Tova Herzl

Stop the madness

If I were a psychiatrist, I would be able to diagnose self-destructive behavior, and hopefully treat it, thus enabling the patient to return to a normal life. Alas, I am merely a retired diplomat. Therefore, I have no good solutions or adequate answers, only many questions.

Say a family, let us call it “I,” had a close neighbor. Let us name him “Jordan,” for argument’s sake. For many years, their interactions were not great, at times even hostile. Then relations improved privately, and finally became public. Everyone in the neighborhood (including nasty neighbors to whom “J” is related, and hate “I”), knows about this connection. Some criticize him, but he is determined to remain on good terms with his neighbor, “I.”

One day, an important member of “I’s” family, let us, for argument’s sake only, call him “Smotrich,” implied that he is the owner of Jordan’s home. “J,” who has previously been threatened, naturally has some insecurities. One would expect the heads of the “I” family, to understand the importance of maintaining good relations with “J,” and to come out strongly against their errant family member. Is there a shrink who can explain the silence?

The “I” family is close to someone very powerful, who helps it in many ways, including financially, and supports them when they get into all sorts of trouble. Let us call her “US.” For argument’s sake only, of course. “US” rarely criticizes “I,” but once, when she tapped him on the wrist, a senior member of the family, let us pretend his name is “Chikli,” told her, in so many words, to mind her own business. The head of the “I” family has been very close to this powerful friend, he has even lived with her, and understands better than anyone the importance of the connection, and the existential dangers to the entire family if it sours. And yet, silence.

Moreover, when subsequently “US” made a clear statement, the head of the “I” family himself echoed the content, if not the tone, of those dismissive comments toward her. One would almost think “I” can make do without “US,” or that others were waiting to replace her, in her support of “I.” Experts on mental health, can you explain?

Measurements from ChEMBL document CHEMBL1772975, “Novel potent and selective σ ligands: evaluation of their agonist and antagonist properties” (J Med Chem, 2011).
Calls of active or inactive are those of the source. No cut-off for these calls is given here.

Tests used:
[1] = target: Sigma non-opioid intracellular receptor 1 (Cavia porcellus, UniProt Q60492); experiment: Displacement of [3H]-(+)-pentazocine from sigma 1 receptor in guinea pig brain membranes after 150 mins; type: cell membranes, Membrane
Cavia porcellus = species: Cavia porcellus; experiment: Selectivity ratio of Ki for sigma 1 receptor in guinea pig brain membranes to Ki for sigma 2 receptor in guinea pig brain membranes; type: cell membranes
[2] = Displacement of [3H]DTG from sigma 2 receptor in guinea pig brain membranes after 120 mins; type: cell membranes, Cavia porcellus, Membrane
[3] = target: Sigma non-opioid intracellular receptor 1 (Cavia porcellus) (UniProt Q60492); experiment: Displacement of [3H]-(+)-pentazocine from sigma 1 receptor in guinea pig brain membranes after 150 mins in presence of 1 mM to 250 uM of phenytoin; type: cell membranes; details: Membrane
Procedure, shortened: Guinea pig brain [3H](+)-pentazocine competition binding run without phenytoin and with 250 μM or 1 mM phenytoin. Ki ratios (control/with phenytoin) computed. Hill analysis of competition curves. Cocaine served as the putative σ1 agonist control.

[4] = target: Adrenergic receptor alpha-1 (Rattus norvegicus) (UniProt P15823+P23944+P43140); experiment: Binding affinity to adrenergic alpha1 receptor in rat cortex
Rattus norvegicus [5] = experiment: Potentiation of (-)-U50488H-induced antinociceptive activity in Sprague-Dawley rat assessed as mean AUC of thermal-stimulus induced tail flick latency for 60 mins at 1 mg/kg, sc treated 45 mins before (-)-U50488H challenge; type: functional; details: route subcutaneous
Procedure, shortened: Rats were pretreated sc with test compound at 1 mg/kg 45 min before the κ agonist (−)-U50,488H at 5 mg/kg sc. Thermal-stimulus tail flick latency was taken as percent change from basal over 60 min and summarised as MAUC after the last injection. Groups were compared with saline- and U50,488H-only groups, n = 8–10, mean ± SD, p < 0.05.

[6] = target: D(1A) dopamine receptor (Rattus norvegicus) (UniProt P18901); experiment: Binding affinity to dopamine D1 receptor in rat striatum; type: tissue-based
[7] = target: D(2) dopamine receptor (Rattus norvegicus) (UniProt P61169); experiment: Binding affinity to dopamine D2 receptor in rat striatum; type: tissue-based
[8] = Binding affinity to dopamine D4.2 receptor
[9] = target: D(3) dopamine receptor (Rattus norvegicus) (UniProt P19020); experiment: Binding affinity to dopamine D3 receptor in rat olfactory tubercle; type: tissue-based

Despite its humble beginnings, the “I” family is very successful financially. Leaders of the family have recently proposed changes to its future conduct. While these are not directly connected to its bank balance, some of its nearest and dearest, who are experts on business, have warned of dire economic consequences. The family ignored them, and continued with its plans, undeterred.

Very many members of the immediate family, other relatives who care deeply, as well as close friends, have all warned that those proposed changes will cause a nasty smell, even a stink. They fear that this could lead to an estrangement from interlocutors and family members who are sensitive to odors, thus limiting future interactions to those with deficient olfactory systems. For months, the response to these pleas ranged from vicious name calling to a muted “we hear you, don’t worry, just trust us.”

Finally, the noise of the critics became so loud, that it was impossible for anyone to do anything. That convinced the leaders of “I” family to discuss the source of the foulness. However, they did not throw the package away but put it aside, temporarily, to be hauled out at will. At the same time, the leader of “I” family agreed to provide the family’s recognized bully, shall we call him Ben Gvir, with potential means to protect future packages.

In the wake of all these ongoing developments, “I” family, which enjoys social interactions, has noticed that it is hosting fewer guests than before, and that invitations have fizzled. But despite being universally recognized as intelligent and resourceful, it inexplicably assumes that the increasing isolation is temporary — friends will flock back, and all will be well

I could go on, but the list is long, and time is short. Dear readers, I was trained to explain my country’s policies. Some were easier to explain than others, but I did my best. I have no skills to explain delusion, and wanton self- destruction. Is there a psychiatrist among you, who can explain this madness? Suggest how it can be stopped, before it is too late?

About the Author
Tova Herzl served twice as congressional liaison in Washington DC, was Israel's first ambassador to the newly independent Baltic states, and took early retirement after a tumultuous ambassadorship in South Africa. She is the author of the book, Madame Ambassador; Behind The Scenes With A Candid Israeli Diplomat.
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